*This article has been corrected: Comments originally attributed to Matt Gantley have been corrected to reflect that they came from Amir Masoom.
*Edits have been made throughout the last para to clarify post-Brexit arrangements with regards Notified Bodies
DUBAI - As the date for Britain’s withdrawal from the European Union nears, national authority United Kingdom Accreditation Service (UKAS) has clarified that the process is likely to have no impact on halal standards and certification.
“Brexit shouldn’t affect halal standards and halal certification,” Matt Gantley, UKAS Chief Executive told Salaam Gateway on the sidelines of the International Halal Industry Forum held in Dubai on February 18.
Negotiations are still ongoing as to the terms of UK’s exit from the EU.
“Deal or no-deal I don't think it necessarily affects halal because it’s primarily a voluntary certification process,” said Gantley.
“It’s driven primarily by retailers or consumers who, when they buy a food product or a cosmetic product, look for that halal brand. The brand then seeks independent certification and then the certification body seeks accreditation to ensure that its processes are strong and consistent,” he added.
“It’s voluntary or market-driven, rather than as a regulator or a government saying these products must be halal. The European Union is not asking industry to apply halal. And so, with a no-deal, or deal situation there is no impact,” Gantley said.
RELIGIOUS SLAUGHTER EXCEPTION
Brexit is also not expected to impact the exception for halal and kosher slaughter that is permitted in the EU because UK has its own laws to deal with this, which specify: “You must stun all animals before you slaughter them unless an animal is being religiously slaughtered for halal or kosher meat.”
The Council of Europe’s Convention for the Protection of Animals for Slaughter and the European Union’s Council Regulation 1099/2009 provide that animals should be stunned before they are slaughtered.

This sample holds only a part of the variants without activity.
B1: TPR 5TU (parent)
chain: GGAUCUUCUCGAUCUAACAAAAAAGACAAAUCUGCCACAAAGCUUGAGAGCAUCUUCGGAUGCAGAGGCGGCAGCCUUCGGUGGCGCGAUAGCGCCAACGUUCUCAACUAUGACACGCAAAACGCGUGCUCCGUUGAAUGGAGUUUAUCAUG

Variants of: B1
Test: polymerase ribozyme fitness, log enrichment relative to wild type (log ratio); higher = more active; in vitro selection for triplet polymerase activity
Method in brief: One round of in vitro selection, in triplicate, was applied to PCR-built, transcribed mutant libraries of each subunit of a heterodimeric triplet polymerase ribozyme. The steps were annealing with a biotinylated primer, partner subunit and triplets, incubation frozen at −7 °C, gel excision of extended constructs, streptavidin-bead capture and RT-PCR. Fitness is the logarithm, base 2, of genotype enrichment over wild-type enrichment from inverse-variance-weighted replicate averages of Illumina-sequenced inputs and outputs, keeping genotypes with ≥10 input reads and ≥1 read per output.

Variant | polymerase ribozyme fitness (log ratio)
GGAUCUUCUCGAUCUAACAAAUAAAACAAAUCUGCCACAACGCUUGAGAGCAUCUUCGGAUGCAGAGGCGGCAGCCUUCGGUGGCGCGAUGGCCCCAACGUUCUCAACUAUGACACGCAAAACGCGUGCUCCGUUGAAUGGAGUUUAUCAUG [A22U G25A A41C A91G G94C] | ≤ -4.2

These regulations also specify that Member States may allow exemptions from the stunning requirement to allow for ritual slaughter.
However, several European countries, including Sweden, Norway, Iceland, Denmark, and Slovenia, do not allow derogations from the general requirement of prior stunning. Most recently in January, the Belgian region of Flanders joined the growing list of European states to ban unstunned slaughter.
UNCERTAINTY AFFECTING BUSINESS
A no-deal Brexit means the UK will leave the EU on 29 March 2019, without any agreements in place about what their relationship would be like in future.
“Whether it will be a ‘hard exit’ or ‘soft exit’, people are concerned. We import so many things,” Dr Amir Masoom, interim CEO of UK certifier Halal Food Authority (HFA), told Salaam Gateway.
The uncertainty of what’s going to happen is affecting businesses.
“25 percent of our lamb is exported to Europe. We're not sure what is going to happen. People are looking at other markets as well because everyone is not clear. It is a big question at the moment. Everyone is discussing it," added Masoom.
However, sector-specific deals, and a series of agreements are expected to come in place for certain services.
In a letter to its customers in October 2018, UKAS confirmed that its status as the UK’s National Accreditation Body will continue after the UK leaves the European Union.
It also listed main objectives to protect the interests of UKAS, of UKAS-accredited organisations and their customers. They are:
“ - The continuation of UKAS’ recognition as the UK National Accreditation Body under UK law.
- UKAS continues as a member of EA (European Accreditation), ILAC (International Laboratory Accreditation Cooperation) and IAF (International Accreditation Forum) in order to safeguard the European and international recognition of accreditation and accredited services.
- Mutual recognition of conformity assessment is factored into any new trade agreement between the UK and the EU.
- Accreditation is given due recognition in any new international trade agreements that emerge.”
The statement also said the EA has confirmed that UKAS can continue as a member during the transition period proposed until December 2020.
EA has also agreed to allow a two-year grace period for any member body that can no longer meet the membership criteria and to consider changes to the membership criteria to ensure that UKAS can continue as a member body beyond this date.
The recently published EA confirms UKAS’s ongoing membership of the EA in the event of the UK leaving the EU without a deal on the 29th March 2019.
The statement also confirms the continuing mutual recognition of UKAS accreditation by EA members where that accreditation is outside of the scope of EU Regulation 765/2008.
UKAS’ membership of the International Laboratory Accreditation Cooperation (ILAC) and the International Accreditation Forum (IAF) is unaffected by Brexit.
Although not applicable to halal certification or accreditation, further guidance regarding the status of Notified Bodies has also been published on the UKAS website.
(Reporting by Shalini Seth, Editing by Emmy Abdul Alim firstname.lastname@example.org)
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